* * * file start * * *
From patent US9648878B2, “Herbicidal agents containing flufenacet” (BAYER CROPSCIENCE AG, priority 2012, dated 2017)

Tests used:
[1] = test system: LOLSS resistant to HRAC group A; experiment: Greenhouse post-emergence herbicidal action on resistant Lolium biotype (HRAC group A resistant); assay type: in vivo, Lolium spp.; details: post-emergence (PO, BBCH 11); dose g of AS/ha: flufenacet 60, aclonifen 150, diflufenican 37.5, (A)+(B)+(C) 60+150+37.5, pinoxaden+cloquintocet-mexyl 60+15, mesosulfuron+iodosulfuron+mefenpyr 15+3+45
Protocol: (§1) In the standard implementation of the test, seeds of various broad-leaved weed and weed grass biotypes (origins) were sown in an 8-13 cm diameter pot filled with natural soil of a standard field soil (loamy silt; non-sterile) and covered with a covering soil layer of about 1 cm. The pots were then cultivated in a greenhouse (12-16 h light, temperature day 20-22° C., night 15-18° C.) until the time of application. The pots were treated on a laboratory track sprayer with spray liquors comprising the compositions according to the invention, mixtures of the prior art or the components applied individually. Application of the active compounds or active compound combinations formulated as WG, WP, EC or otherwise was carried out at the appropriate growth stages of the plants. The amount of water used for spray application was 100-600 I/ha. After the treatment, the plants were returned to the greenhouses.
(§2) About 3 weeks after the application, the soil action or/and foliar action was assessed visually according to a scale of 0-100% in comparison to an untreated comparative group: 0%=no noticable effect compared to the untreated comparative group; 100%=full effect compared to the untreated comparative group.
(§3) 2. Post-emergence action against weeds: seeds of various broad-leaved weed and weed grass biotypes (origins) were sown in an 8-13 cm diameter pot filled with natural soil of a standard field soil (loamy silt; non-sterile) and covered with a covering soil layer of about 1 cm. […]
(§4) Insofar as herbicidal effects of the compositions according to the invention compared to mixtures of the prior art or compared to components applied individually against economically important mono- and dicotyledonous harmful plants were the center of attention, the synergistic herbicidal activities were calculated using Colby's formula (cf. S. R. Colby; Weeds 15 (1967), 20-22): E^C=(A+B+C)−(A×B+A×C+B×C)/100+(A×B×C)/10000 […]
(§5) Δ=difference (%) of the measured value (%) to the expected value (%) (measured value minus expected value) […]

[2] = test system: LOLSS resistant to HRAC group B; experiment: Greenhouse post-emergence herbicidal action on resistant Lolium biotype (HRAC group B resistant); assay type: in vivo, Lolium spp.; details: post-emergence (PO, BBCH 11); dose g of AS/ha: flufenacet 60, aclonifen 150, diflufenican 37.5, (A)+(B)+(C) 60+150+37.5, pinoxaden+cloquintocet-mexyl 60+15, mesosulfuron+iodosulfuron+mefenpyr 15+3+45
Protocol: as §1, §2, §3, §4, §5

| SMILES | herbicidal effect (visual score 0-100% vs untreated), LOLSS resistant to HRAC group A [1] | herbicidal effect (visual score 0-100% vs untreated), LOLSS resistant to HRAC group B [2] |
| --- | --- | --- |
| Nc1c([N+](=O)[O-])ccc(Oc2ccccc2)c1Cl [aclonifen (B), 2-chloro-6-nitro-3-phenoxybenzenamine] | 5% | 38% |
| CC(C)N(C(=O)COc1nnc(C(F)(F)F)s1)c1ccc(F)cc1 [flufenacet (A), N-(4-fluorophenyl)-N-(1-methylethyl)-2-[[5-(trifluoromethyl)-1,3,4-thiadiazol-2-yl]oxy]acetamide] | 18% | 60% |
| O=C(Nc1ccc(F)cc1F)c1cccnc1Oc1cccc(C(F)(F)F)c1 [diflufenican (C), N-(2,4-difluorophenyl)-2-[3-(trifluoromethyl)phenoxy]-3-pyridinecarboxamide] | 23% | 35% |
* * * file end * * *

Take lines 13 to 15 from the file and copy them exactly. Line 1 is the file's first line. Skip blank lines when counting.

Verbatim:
| Nc1c([N+](=O)[O-])ccc(Oc2ccccc2)c1Cl [aclonifen (B), 2-chloro-6-nitro-3-phenoxybenzenamine] | 5% | 38% |
| CC(C)N(C(=O)COc1nnc(C(F)(F)F)s1)c1ccc(F)cc1 [flufenacet (A), N-(4-fluorophenyl)-N-(1-methylethyl)-2-[[5-(trifluoromethyl)-1,3,4-thiadiazol-2-yl]oxy]acetamide] | 18% | 60% |
| O=C(Nc1ccc(F)cc1F)c1cccnc1Oc1cccc(C(F)(F)F)c1 [diflufenican (C), N-(2,4-difluorophenyl)-2-[3-(trifluoromethyl)phenoxy]-3-pyridinecarboxamide] | 23% | 35% |